|Currently Dr Simon James and Dr Jen Baird (Leverhulme Research Fellow, from Sept 2008 Lecturer in Archaeology at Birkbeck College, University of London) are engaged in research on aspects of the archaeology of Dura-Europos, Syria. Both projects involve a combination of research into the records and object collections from the extensive campaigns of excavations conducted by the French and Americans during the 1920s and 1930s, now mostly housed in Yale University Art Gallery, and also new fieldwork on the site itself, under the generous auspices of the current Franco-Syrian expedition.
Dura is an abandoned Hellenistic, Parthian and Roman city on the banks of the Euphrates in Eastern Syria. Its well-preserved archaeological remains, largely sealed after the city was destroyed by the Sasanian Persians c.AD256, have provided remarkable insights into life in the region during the classical period.
Simon James: the Roman military at Dura
Building on his recently-completed study of the spectacular finds of Roman and Sasanian military equipment from Dura, Simon James is now studying other aspects of the Roman military presence in the city. This includes some further work on the remains from the siege itself, and a primarily archaeological study of the Roman military base in the city. In contrast to the West where the imperial armies were normally housed in custom-built fortified bases, in the East urban basing of garrisons was routine. Dura provides the only archaeologically accessible, and reasonably well explored example of such an urban base from the principate.
A pilot survey of the remains, and small initial excavations, were conducted in 2005. SJ was unable to join the expedition in 2006 due to commitments in the USA, but these did permit a very fruitful study visit to the Dura archives in Yale University Art Gallery. The 2007 season centred on a 12 ha magnetometry survey of the entire Roman military base area of the city, conducted by Kris Strutt of the University of Southampton, and funded by the British Academy. This was highly successful, and it will inform planned future seasons of work at the site itself, to elucidate the layout and operation of the base, and more widely, how the garrison fitted into--or took over--the life of the pre-existing Macedonian/Mesopotamian city.
2008 saw a further season of research on the military base, this time mainly comprising photograhic recording and Total Station survey of excavated remains. A particular focus was the so-called Military Temple in Block A1, which, like many structures at the city, was excavated but poorly recorded and never fully published.
In parallel with this work, a further season of magnetometry was undertaken, commissioned by Simon James and Jen Baird, and again conducted by Kris Strutt. Covering the middle portion of the plateau and the floor of theinner wadi, this linked the 2007 survey area and those covered by Christophe Benech in 2001-4, to produce a virtually complete magnetometry map of the still-buried majority of the city interior.It is hoped to publish this soon, in the forthcoming Europos-Doura Études (formerly Doura-Europos Études) vol. VI.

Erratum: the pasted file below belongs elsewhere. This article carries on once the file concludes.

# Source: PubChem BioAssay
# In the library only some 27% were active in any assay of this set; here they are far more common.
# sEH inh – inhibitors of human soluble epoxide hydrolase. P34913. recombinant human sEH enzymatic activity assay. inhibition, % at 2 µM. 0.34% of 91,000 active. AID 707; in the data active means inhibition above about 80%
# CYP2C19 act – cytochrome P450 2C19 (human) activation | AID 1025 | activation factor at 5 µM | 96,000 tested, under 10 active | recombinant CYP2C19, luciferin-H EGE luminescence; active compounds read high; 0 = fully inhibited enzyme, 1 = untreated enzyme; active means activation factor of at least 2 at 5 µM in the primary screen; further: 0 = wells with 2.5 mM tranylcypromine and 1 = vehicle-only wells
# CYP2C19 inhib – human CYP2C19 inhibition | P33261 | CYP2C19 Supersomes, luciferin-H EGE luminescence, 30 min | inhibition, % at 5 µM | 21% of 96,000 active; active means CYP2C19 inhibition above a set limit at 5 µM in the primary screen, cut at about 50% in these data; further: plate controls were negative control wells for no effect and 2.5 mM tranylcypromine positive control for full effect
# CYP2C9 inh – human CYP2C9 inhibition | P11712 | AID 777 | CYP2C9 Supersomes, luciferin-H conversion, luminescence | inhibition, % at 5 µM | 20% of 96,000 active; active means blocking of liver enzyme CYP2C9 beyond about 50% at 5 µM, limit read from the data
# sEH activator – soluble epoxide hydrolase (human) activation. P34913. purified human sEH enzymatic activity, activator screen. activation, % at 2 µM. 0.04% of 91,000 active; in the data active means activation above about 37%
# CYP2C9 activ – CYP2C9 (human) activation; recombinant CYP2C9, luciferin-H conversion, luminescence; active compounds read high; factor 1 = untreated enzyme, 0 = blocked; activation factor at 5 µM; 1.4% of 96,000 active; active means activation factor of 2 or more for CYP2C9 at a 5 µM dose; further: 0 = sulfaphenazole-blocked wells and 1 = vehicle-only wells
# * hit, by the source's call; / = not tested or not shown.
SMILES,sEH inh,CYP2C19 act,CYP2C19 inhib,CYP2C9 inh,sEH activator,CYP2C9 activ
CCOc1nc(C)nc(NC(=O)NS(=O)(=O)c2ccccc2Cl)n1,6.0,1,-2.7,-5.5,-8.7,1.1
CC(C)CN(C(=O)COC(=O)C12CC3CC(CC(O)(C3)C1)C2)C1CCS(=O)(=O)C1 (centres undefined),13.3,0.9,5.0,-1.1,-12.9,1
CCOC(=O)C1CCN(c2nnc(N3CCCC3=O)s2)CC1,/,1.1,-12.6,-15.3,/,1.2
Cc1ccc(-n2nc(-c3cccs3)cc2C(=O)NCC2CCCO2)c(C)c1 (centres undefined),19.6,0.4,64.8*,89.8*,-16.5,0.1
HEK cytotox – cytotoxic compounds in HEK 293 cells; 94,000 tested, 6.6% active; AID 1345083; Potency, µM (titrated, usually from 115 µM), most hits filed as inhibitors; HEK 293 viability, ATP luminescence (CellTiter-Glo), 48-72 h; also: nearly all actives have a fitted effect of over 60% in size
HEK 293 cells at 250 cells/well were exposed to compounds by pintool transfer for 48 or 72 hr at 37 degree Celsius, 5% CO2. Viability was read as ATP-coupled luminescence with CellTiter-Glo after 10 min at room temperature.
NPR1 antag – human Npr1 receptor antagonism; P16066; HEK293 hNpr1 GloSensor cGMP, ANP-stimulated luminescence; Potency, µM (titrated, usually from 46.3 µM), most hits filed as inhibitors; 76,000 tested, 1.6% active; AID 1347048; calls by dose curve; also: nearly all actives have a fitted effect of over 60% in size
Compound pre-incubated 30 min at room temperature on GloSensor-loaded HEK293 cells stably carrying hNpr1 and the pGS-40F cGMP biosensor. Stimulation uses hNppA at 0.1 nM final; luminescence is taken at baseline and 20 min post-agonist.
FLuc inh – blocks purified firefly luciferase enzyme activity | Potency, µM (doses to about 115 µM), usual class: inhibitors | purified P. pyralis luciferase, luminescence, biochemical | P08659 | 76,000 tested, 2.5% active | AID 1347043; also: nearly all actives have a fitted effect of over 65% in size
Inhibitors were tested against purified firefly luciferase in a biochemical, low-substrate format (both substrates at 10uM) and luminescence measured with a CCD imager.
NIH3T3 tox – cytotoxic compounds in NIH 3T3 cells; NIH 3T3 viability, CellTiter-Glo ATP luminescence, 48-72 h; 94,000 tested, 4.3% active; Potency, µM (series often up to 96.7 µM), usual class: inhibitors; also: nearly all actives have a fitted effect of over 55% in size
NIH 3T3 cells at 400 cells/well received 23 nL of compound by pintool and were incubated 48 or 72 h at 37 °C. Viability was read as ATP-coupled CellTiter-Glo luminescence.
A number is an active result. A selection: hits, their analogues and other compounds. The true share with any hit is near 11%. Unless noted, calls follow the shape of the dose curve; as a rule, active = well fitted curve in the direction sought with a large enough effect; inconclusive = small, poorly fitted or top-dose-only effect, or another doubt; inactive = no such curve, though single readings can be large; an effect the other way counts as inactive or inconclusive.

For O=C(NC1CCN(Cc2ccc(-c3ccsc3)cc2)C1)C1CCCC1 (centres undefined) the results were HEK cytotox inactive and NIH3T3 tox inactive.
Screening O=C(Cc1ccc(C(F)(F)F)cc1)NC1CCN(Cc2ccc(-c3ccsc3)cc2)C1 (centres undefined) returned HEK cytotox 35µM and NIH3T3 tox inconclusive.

Jen Baird: Houses and households at Roman Dura-Europos
Jen Baird's current research project is entitled “Communities on the frontier”. Funded by the Leverhulme trust, it will bring one of the biggest groups of excavated Roman-period housing to publication for the first time. Over a hundred houses were excavated at Dura in the 1920s and 30s, but few of these received full publication, many never appearing in print, with the objects from the houses likewise being given little attention. Many of the houses were preserved to several meters in height, allowing for the preservation of wall plaster, including graffiti and wall paintings, as well as the preservation in situ of domestic assemblages.
Despite the remarkable preservation of houses and their contents, initial publication focused elsewhere. The valuable data on the domestic structures, including thousands of artefacts which were found within them, has barely been examined. Working with the archival records held by the Yale University Art Gallery and under the auspices of the current expedition, Jen has compiled and assessed all archival data on these houses and re-evaluated them in the field, integrating architectural, artefactual, and textual data. This project will provide a complete study of the domestic occupation of this important site, and will also explore different identities expressed there, including the very nature of what it meant to be ‘Roman’ in the East. This research will have a wide relevance as it will examine both individual households and their place within the broader scale of the city, and will allow the development of a more sophisticated understanding of ancient daily life in the East.